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The Graveyard - Products No Longer Supported => Routers => DIR-857 => Topic started by: silent2nja on May 10, 2012, 12:38:44 AM

Title: wireless access point dissapearing
Post by: silent2nja on May 10, 2012, 12:38:44 AM
Anyone else have this problem? I've setup the router pretty standard, didn't change any of the advance settings, but the wireless access point often suddenly disappears and my PC gets disconnected. Then it reappears 10-30mins later, but the router itself is on the whole time. The way I got it setup is it connected to a router+modem right next to it and a nas connected to the ethernet. Any help?
Title: Re: wireless access point dissapearing
Post by: FurryNutz on May 10, 2012, 07:08:33 AM

What wireless modes are you using? Under Setup/Wireless/Manual.
Try single mode G or mixed G and N on 2.4Ghz and single mode N on 5Ghz?
Channel Width set for Auto 20/40Mhz or try 20Mhz only.
Try setting a manual channel to a open or unused channel.
What security mode are you using? Preferred security is WPA-Personal. WPA2/AES Only. Some WiFi adapters don't support AES, so you might want to try TPIK only or Auto.
What wireless devices do you have connected?
Any cordless house phones?
Any other WiFi routers in the area? Use InSSIDer (http://www.metageek.net/) to find out.
Turn off WISH, and WPS under Advanced.
Turn off Short GI, WLAN Partition,and Extra Wireless Protection if you have it. Under Advanced/Advanced Wireless.
Title: Re: wireless access point dissapearing
Post by: Beeder on May 10, 2012, 10:30:39 AM
 Setting channel manually is important.  I'd been using auto-channel for a while but had been having a lot of trouble holding a steady connection despite every spot in my apartment being within 25 feet or so of router. I downloaded a free app on my Android phone called Wifi Analyzer https://play.google.com/store/apps/details?id=com.farproc.wifi.analyzer&hl=en (https://play.google.com/store/apps/details?id=com.farproc.wifi.analyzer&hl=en) to scope out interference from neighboring access points.  (My phone, an HTC Rezound, has both 5GHz and 2.4GHz wifi radios) Watching the signals for a course of several hours, there are at least 20 access points within range of my apartment.  Then, I noticed that most of my neighbor's access points were using "auto" on their respective router's channels.  The funny thing was that the routers were sort of "running around in packs":  Everyone would switch to the channel that had the least interference for a period of time!  ::) So I put mine on a fixed, empty channel and, viola,  everyone stopped stepping on me quite so much.  My channel, since I was always on it, was never empty, so the "pack of routers" would change to the more empty space (where they were all stumbling on each other once they got there).  8)  It improved my signal by a lot, but my DGL-4500 was still not enough to overpower "Busy Panda", the router whose signal trounced all others--even mine :o, outside of a 5 foot radius.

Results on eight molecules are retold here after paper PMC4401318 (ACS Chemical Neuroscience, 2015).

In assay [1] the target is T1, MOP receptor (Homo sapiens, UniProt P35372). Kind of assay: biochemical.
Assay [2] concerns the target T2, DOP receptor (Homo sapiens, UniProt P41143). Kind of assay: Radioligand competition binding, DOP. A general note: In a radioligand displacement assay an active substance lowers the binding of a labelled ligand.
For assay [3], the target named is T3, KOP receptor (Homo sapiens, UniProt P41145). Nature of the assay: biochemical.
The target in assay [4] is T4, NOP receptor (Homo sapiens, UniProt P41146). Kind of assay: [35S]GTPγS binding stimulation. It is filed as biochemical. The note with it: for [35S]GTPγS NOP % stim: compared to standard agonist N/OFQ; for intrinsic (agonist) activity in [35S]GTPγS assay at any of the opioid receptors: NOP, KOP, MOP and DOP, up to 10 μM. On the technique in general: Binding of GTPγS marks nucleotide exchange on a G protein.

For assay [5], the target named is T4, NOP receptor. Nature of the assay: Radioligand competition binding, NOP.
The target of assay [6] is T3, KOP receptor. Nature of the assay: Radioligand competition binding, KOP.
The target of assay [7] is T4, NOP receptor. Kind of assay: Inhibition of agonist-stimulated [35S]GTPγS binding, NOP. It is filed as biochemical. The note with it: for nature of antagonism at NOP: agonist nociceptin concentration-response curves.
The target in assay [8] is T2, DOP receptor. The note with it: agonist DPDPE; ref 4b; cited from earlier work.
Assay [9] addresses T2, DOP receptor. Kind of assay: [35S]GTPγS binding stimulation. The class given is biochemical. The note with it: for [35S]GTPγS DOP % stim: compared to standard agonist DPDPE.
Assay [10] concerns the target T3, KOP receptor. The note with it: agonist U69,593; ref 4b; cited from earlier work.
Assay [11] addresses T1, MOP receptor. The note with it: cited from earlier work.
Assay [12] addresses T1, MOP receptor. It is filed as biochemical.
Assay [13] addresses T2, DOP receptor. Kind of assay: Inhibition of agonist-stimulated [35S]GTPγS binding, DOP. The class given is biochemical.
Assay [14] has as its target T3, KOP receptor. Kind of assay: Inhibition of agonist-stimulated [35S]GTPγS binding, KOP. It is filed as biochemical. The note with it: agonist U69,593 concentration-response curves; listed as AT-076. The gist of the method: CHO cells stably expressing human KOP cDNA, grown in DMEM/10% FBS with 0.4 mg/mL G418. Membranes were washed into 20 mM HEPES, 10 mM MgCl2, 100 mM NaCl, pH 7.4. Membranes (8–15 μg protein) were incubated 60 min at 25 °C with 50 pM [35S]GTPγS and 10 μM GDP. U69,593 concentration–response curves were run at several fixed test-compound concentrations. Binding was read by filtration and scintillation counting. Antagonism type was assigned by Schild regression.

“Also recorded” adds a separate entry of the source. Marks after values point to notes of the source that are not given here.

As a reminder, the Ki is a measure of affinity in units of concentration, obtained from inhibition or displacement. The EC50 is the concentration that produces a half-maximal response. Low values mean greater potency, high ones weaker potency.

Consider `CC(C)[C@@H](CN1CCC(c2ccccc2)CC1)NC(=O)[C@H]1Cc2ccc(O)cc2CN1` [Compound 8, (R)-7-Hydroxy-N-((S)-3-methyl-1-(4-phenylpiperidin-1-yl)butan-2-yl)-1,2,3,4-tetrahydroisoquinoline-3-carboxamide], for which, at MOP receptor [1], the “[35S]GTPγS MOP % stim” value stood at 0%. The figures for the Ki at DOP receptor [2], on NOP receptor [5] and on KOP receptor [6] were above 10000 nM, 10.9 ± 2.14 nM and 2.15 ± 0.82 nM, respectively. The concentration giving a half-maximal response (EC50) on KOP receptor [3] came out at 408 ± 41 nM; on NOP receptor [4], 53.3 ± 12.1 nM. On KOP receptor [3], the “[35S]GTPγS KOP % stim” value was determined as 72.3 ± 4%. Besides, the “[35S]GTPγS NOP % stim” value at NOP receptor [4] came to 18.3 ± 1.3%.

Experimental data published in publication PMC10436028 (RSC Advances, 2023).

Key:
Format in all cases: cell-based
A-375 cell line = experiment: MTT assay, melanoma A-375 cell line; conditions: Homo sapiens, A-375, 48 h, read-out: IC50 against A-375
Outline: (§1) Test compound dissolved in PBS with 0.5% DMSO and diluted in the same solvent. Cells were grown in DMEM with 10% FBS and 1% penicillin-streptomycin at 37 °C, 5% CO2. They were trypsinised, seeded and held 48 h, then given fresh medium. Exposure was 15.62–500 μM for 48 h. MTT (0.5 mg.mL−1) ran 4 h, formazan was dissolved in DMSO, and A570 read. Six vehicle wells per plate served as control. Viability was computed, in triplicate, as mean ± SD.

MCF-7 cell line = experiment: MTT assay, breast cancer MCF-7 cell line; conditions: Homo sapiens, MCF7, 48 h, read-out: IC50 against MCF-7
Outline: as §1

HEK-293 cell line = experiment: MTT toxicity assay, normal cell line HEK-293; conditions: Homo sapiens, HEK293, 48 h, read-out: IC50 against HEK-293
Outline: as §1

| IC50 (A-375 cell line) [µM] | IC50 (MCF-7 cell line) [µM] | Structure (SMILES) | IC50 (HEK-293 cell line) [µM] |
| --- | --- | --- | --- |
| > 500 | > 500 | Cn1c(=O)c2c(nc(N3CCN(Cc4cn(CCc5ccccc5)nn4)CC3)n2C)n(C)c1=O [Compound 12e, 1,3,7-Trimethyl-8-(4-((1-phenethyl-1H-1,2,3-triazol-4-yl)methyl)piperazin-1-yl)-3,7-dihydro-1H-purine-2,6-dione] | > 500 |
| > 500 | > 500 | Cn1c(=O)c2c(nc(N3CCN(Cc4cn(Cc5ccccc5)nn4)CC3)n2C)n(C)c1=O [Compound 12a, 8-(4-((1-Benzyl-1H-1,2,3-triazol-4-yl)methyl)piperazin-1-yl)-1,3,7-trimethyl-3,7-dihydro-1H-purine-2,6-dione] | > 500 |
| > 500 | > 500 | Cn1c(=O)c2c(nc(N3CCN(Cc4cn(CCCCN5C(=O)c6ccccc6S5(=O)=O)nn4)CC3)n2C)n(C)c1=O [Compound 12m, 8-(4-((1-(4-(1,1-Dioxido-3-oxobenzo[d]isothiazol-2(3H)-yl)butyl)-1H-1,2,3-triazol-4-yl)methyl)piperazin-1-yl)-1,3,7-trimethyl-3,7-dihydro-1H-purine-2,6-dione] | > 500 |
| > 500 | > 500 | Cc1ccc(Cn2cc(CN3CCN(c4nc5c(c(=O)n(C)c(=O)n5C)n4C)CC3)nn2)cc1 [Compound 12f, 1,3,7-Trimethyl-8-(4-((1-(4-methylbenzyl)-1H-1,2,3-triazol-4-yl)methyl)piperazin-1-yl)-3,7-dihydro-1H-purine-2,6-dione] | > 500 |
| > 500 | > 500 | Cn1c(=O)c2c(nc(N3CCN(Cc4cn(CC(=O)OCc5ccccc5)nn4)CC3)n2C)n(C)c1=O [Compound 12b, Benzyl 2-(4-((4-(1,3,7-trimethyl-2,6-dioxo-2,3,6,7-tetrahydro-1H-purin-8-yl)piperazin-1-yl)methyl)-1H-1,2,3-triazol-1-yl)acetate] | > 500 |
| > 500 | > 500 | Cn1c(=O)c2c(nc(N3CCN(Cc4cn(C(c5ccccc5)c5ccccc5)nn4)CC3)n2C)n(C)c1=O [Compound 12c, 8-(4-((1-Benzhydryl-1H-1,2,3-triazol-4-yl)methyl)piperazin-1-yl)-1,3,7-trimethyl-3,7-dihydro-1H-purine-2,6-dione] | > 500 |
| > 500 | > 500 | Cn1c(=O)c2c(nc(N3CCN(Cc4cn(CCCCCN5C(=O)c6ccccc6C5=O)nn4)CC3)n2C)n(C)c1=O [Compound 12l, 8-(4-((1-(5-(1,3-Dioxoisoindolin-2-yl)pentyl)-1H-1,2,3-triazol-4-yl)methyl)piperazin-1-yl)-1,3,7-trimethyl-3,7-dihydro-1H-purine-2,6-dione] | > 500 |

I moved to an E4200v2 and my PC's signals improved radically--but Xbox Live support on that was AWFUL.  Now, after 5 months, I gave up on it, especially since the v2, just introduced in JANUARY is already DISCONTINUED in May.  Goodbye firmware support. Ugh.  Ordered a DIR-857 last night.  We'll see how it goes.

At any rate, the moral of the story is: pick a fixed channel and stick to it.  Use either 1, 6, or 11 on the 2.4GHz band.  On 5GHz in my apartment, there is NO interference at all (seems like no one in the complex has 5GHz...).  I wish all my devices had a 5GHz radio...if you have the option, that's even better.
Title: Re: wireless access point dissapearing
Post by: FurryNutz on May 10, 2012, 10:34:49 AM
Auto works in most cases, however like you said, being near by other WiFi routers will impact Autos ability to keep and maintain a channel, specially when there all being used up on 2.4Ghz. More and more areas are being congested with WiFi routers on 2.4Ghz. 5Ghz is the way to go in some cases and if devices support it or getting 5Ghz adapters to upgrade them to. In some cases as well, lowering the power output of the router can help to, it makes the broadcast foot print smaller and helps lessen some of the interferences.